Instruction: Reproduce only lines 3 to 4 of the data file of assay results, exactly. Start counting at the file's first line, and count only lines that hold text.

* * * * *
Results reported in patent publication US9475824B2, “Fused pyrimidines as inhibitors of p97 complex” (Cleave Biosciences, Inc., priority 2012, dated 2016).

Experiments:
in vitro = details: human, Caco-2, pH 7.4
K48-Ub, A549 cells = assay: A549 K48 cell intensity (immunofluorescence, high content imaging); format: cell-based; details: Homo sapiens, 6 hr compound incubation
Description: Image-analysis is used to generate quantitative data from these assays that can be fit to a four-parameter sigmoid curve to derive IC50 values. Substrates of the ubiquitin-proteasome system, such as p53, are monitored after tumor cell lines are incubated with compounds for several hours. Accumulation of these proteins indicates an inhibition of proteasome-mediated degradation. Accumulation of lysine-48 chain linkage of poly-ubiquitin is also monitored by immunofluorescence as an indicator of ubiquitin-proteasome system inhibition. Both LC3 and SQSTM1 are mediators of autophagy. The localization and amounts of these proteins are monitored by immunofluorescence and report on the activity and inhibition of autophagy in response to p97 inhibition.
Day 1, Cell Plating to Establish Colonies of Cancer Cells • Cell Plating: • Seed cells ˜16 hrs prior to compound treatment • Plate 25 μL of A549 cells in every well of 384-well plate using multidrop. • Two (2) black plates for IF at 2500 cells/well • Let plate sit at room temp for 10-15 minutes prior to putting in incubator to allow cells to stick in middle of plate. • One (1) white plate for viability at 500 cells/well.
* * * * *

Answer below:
in vitro = details: human, Caco-2, pH 7.4
K48-Ub, A549 cells = assay: A549 K48 cell intensity (immunofluorescence, high content imaging); format: cell-based; details: Homo sapiens, 6 hr compound incubation